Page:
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Immigration Matter and Antitrust Case Against a Tooth Manufacturer

By FindLaw Staff on April 16, 2010 | Last updated on March 21, 2019

Johnson v. U.S. Attorney General, 07-2820, involved a petition for review, filed by a citizen of Guyana, of BIA's denial of his application for cancellation of removal under the Special Rule for Battered Spouses, 8 U.S.C. section 1229b(b)(2).  However, because the extreme cruelty determination in section 1229b(b)(2) is discretionary and not subject to judicial review, the petition is dismissed for lack of jurisdiction. 

Howard Hess Dental Lab., Inc. v. Dentsply Int'l, Inc., No. 08-1693, involved two related antitrust cases brought by two dental laboratories against a manufacturer of artificial tooth and several of its dealers.  In affirming the district court's decision, the court held that with respect to the Hess plaintiffs' motion for summary judgment of their monopolization claim against the manufacturer, the district court properly dismissed the motion.  Furthermore, the district court did not abuse its discretion in denying the Hess plaintiffs' motion for reconsideration and it did not err in dismissing the complaint in Hess.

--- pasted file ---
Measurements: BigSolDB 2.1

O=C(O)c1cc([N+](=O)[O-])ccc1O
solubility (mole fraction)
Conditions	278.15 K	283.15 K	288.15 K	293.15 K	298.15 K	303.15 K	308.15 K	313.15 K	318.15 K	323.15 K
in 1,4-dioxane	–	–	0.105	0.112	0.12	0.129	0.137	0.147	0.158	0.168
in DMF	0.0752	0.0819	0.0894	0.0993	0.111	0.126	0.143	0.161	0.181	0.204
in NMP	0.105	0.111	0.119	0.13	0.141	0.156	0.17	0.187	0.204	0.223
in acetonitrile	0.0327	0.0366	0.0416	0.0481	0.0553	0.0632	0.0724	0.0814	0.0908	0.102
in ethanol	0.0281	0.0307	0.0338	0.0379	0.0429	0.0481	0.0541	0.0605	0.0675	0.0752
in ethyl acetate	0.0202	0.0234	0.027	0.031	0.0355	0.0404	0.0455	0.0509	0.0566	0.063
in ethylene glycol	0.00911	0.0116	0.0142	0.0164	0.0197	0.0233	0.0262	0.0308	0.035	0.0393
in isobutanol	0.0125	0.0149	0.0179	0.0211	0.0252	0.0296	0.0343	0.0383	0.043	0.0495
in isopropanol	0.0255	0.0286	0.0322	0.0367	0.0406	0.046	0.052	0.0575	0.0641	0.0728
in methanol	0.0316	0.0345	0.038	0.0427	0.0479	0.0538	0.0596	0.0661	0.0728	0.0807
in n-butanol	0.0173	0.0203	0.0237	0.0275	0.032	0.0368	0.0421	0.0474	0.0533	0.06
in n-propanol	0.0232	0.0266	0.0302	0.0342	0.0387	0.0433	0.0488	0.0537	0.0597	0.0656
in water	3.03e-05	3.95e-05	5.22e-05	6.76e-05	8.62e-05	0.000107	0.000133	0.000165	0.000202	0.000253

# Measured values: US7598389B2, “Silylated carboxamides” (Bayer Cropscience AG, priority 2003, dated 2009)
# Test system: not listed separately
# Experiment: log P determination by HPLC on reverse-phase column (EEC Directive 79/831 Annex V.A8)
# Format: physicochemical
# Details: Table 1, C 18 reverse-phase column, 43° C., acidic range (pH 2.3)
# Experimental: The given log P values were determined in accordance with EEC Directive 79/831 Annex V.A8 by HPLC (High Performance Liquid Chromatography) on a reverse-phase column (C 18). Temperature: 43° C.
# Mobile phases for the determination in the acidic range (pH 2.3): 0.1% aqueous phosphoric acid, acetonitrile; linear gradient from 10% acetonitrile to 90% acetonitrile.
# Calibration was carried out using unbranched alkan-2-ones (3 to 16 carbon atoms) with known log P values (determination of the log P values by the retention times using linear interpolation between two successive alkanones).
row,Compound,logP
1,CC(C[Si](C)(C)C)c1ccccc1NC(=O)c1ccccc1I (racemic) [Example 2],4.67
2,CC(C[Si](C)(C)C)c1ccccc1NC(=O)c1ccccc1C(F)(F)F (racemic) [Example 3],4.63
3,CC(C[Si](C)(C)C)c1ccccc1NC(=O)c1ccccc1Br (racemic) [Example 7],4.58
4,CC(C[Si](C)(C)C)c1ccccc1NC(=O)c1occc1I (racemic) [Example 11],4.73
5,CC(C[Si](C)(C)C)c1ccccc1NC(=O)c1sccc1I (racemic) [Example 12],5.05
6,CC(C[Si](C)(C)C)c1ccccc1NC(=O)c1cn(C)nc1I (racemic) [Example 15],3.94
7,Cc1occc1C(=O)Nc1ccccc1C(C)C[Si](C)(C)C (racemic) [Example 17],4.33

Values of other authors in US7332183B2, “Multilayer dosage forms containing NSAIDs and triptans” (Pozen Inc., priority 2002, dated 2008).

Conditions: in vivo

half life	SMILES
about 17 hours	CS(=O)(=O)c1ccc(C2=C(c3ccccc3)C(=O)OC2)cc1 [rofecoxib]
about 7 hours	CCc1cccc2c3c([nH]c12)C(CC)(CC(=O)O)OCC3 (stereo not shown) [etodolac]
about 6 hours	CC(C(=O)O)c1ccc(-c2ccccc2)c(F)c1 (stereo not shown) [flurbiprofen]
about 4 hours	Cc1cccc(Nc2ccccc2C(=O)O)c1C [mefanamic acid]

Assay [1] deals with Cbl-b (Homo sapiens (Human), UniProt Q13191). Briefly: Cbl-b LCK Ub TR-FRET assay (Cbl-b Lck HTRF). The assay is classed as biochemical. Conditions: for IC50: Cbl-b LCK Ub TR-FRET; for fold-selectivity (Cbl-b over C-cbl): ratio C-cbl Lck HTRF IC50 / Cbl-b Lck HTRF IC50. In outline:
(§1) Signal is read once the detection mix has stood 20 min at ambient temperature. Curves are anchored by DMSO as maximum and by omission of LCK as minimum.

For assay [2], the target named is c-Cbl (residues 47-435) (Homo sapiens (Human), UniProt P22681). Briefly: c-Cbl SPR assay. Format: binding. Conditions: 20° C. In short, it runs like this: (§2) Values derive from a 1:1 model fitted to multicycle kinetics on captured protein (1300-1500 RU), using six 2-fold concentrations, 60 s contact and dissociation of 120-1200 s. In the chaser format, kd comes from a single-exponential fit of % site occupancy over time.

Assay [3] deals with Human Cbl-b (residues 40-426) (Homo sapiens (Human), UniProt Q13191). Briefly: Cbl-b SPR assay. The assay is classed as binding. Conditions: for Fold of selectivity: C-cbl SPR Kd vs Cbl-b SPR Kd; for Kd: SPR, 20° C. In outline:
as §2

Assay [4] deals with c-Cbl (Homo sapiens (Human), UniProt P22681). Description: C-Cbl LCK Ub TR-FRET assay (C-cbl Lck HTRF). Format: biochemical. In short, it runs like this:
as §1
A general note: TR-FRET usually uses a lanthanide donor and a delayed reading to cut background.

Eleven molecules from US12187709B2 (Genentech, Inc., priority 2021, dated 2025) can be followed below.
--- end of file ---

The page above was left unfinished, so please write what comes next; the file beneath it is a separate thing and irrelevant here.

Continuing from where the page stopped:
With respect to the Jersey Dental plaintiffs' conspiracy claims, the court affirmed the district court's determination that the plaintiffs failed to adequately allege the agreement element of their Section 1 and 2 claims of the Sherman Act, and that they failed to adequately allege specific intent.  Lastly, the court held that the district court did not err in its application of Illinois Brick as to Jersey Dental plaintiffs' request for overcharge damages. 

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